Published by: Zoe Sivelle

The Bank of Mum and Dad

Recent figures from Legal & General suggest that lending from parents to assist their children to get on the UK property ladder will reach £5 billion in 2016.

Whilst no doubt this support is invaluable, it does bring with it a complex set of issues to consider. If you are intending to contribute towards your child’s property purchase then there are a number of ways in which you can do this. But how do the various options affect your own estate and your own inheritance tax position?

If you decide to loan the funds to your child then you may wish to protect your contribution by way of a Loan Agreement or a Declaration of Trust. These documents would clearly record your contribution and would enable you to recover the money you have lent if the property is sold or re-mortgaged in the future.

Your contribution will still be included in your estate for Inheritance Tax (IHT) purposes either because the money is still owed to you under the terms of a Loan Agreement, or because the money has already been repaid to you or because in fact you have simply exchanged the money which you previously had for a share in an investment property, which would be documented in a Declaration of Trust. In each of these cases, the value of the loan made has never actually left your estate. There are also Capital Gains Tax and Stamp Duty implications to consider, particularly if your contribution is viewed as an investment in a second property.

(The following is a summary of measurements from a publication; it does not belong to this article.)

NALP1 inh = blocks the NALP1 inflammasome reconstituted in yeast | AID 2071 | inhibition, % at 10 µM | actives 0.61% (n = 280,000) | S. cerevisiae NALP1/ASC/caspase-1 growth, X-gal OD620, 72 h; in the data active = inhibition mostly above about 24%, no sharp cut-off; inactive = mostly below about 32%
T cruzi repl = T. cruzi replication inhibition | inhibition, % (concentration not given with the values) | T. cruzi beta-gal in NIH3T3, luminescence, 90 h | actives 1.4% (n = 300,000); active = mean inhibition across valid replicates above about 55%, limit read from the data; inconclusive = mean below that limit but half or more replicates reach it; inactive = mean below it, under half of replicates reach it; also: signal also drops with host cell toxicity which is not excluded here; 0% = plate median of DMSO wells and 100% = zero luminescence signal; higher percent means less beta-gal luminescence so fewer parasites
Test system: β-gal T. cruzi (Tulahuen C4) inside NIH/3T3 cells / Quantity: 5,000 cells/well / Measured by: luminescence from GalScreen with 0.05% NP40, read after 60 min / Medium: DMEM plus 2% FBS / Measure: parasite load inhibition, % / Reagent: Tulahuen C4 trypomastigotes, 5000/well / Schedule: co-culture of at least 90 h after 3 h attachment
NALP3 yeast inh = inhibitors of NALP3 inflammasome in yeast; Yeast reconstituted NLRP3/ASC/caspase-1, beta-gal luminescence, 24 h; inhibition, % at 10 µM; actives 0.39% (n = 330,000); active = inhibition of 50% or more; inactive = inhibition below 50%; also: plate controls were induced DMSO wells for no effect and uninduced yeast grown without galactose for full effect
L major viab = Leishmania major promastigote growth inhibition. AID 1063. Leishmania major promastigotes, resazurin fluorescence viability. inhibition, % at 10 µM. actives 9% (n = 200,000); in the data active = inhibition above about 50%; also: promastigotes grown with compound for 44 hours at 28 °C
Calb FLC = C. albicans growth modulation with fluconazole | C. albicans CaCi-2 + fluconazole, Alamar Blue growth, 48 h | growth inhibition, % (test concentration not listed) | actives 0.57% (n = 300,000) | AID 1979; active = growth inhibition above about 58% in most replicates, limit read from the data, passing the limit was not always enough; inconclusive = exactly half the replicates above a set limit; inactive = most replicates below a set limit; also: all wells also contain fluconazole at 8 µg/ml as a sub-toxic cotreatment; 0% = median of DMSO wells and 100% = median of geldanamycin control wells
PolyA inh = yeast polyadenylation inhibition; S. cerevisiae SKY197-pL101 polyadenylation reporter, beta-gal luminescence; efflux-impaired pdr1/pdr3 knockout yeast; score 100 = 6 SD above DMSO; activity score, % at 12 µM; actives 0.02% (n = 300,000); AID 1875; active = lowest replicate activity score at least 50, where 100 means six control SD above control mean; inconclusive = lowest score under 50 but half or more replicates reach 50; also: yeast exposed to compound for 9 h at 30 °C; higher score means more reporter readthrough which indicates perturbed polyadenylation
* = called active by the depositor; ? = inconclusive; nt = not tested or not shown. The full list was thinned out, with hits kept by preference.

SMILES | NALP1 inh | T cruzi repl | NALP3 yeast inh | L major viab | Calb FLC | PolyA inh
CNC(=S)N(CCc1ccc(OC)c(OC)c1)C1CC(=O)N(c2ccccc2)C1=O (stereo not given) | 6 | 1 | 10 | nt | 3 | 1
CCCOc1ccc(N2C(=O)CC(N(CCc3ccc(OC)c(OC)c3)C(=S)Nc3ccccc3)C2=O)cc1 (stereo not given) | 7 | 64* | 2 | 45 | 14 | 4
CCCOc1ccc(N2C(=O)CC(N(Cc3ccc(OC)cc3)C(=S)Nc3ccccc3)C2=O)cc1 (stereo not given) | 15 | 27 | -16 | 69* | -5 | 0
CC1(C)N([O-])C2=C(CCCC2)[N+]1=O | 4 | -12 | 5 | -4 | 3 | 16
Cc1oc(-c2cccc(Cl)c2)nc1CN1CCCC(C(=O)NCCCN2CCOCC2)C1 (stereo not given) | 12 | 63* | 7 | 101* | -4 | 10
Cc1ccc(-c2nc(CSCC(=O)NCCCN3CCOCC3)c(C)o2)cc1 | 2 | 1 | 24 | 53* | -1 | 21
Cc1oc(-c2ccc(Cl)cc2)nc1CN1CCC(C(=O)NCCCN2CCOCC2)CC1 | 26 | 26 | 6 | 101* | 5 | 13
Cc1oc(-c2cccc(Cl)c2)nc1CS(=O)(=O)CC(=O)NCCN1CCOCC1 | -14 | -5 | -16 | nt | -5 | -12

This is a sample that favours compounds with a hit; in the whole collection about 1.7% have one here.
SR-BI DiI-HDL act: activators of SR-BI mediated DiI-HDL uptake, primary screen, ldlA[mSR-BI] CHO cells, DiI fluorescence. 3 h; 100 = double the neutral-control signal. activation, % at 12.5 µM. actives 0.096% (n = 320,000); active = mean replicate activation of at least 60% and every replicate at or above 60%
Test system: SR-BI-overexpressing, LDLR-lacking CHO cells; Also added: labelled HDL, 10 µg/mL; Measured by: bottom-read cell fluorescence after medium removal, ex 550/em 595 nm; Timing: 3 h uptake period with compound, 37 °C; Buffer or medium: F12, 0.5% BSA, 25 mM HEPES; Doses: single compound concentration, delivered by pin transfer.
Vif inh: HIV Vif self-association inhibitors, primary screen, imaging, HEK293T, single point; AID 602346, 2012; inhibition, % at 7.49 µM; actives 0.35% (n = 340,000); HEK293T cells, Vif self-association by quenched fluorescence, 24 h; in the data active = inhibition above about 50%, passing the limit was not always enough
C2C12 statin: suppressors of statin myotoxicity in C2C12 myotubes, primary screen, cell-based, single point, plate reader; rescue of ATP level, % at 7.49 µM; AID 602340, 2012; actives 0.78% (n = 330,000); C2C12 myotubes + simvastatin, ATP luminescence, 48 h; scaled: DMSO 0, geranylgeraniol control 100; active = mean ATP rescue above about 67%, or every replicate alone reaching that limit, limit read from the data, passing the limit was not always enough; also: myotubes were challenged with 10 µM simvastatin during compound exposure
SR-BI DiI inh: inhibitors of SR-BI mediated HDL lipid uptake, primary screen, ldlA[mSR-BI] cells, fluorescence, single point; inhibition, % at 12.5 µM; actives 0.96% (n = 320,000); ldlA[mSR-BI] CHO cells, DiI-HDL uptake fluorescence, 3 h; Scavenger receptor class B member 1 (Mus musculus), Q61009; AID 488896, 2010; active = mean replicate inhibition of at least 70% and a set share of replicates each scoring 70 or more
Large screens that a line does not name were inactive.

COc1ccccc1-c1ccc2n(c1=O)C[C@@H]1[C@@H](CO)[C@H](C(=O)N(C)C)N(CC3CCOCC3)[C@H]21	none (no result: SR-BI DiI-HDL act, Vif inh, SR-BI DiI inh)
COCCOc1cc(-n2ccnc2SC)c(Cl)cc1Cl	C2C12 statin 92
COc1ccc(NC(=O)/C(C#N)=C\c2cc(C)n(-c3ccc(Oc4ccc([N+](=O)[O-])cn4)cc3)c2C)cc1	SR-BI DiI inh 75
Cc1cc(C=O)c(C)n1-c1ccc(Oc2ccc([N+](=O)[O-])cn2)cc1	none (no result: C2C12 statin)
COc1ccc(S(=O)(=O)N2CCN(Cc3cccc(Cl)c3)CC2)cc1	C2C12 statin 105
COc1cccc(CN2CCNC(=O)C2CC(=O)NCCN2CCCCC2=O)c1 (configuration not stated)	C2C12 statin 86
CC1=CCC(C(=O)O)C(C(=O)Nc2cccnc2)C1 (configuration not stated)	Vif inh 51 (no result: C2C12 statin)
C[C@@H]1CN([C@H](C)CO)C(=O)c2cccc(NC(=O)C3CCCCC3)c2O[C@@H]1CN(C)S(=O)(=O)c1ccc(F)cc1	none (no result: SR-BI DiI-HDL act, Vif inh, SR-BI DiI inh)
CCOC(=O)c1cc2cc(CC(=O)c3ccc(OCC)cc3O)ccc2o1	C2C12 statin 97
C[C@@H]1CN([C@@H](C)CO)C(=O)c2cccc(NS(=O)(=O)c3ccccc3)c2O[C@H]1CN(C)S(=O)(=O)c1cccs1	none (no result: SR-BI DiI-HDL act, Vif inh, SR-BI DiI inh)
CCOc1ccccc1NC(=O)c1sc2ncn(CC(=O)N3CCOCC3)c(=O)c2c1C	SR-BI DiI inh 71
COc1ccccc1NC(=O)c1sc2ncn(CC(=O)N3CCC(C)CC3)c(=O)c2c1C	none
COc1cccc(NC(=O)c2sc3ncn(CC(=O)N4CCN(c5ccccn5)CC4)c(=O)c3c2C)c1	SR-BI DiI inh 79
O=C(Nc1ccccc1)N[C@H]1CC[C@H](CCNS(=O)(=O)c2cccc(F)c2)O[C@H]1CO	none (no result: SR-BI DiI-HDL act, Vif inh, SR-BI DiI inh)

You may decide, however, that you are happy not to receive your contribution back and you would therefore be making a gift to your child. For IHT purposes, the gift will only be fully exempt from inheritance tax if you survive seven years from the date of the gift. If you die within the seven-year period, the value of the gift is brought back into your estate for IHT purposes.

Further, you will have no control over what subsequently happens to the money particularly in the event of a breakdown of your child’s relationship (now or in the future) or difficulties your child may encounter in running their own business. You may need to put a Will in place to reflect the changes in your estate as a result of the gift to your child. Your Will can stipulate that any lifetime gifts are taken into account when distributing your estate, which may be a useful way of equalising assets between children if lifetime gifts have only been made to one child previously.